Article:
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P178 Is punishment and criminalisation of HIV transmission justified?
  1. M D Phillips,
  2. S Clegg
  1. Bolton Centre for Sexual Health, Bolton, UK


Aim To examine why it may be acceptable to punish HIV positive individuals for unintentionally transmitting HIV through consensual sex.

Method Key issues for criminal punishment include deterrence, retribution, rehabilitation and incapacitation. This framework was applied to the justification of criminal prosecution for non-intentional transmission of HIV through consensual sexual intercourse.

Retribution This includes pain inflicted or rights removed (such as freedom) in response to an action. Criminal law is retributive. However, in England and Wales, prosecution occurs for “reckless transmission” not reckless endangerment. It is legal to take a chance, but illegal if a certain outcome occurs.

Deterrence A threatened legal sanction may prevent crime through fear of retribution. Criminalising transmission of HIV to an unknowing partner may increase disclosure. This approach is flawed. (1) The charge of reckless transmission needs the HIV positive person to know they are probably or definitely infected: criminalisation may prevent testing. (2) Criminalisation is counterintuitive to placing responsibility for an individual's sexual health with themselves, not with someone else. (3) Criminalisation stigmatises the HIV positive community.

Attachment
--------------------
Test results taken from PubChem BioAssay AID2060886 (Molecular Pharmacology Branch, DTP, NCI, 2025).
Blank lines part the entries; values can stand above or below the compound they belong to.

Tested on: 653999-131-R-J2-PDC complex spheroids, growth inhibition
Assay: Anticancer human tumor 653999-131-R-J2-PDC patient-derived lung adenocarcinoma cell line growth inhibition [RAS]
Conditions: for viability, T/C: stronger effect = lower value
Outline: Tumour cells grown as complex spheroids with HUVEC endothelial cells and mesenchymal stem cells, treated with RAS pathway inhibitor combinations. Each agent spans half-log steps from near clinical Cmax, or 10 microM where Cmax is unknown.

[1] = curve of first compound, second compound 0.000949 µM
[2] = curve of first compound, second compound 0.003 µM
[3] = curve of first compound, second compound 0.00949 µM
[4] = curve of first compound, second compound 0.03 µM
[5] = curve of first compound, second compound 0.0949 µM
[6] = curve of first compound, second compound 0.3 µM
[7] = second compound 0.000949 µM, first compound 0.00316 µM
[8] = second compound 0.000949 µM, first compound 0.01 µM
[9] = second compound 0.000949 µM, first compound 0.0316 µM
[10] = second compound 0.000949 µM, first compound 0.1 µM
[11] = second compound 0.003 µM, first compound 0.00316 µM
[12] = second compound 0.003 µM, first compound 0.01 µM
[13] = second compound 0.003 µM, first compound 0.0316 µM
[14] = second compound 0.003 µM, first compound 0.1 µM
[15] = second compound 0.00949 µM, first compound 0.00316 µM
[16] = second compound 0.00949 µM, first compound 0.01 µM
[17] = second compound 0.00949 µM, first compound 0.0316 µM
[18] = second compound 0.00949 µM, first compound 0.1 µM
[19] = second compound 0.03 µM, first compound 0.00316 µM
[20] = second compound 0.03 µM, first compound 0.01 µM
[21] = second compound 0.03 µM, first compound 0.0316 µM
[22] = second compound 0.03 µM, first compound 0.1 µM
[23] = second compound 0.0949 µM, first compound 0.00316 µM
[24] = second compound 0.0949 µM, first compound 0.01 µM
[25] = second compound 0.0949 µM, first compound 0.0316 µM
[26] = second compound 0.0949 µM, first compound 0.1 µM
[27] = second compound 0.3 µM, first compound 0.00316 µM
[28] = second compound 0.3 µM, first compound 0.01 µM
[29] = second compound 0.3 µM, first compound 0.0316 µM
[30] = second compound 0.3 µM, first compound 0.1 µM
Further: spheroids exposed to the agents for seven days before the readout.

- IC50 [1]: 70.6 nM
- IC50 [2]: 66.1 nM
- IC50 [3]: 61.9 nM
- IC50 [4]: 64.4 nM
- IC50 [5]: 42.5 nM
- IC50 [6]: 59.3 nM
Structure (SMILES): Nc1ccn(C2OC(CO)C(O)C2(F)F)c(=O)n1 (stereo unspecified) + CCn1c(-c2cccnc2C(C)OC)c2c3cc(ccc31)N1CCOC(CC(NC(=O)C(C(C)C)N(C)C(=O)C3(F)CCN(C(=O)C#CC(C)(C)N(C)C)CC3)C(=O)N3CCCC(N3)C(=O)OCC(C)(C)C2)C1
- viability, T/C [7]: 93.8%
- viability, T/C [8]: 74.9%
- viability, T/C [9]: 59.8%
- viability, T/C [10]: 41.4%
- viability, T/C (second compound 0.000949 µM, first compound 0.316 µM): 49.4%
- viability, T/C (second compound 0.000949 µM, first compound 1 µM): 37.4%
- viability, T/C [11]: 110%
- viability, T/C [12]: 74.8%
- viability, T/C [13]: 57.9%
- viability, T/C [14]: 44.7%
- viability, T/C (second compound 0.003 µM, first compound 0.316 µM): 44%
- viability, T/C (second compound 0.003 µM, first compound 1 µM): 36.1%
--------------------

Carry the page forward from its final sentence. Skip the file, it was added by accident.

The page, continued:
Rehabilitation Rehabilitation in prisons is not perfect, with 39.3% of those with convictions being re-convicted of crime in 2009. Any change in behaviour in the absence of specialised programmes may be due to deterrence.

Incapacitation It is difficult to practise safer sex in prison as there may be a higher risk of coercion, sex work and covert sex. Sexual healthcare in the prison setting is unlikely to be equal to community sexual healthcare. Incapacitation cannot justify criminalisation in this case.

Conclusion Prosecution for non-intentional transmission of HIV through consensual sexual intercourse satisfies few of the justifications for punishment. The case for criminal sanctions should be reconsidered.

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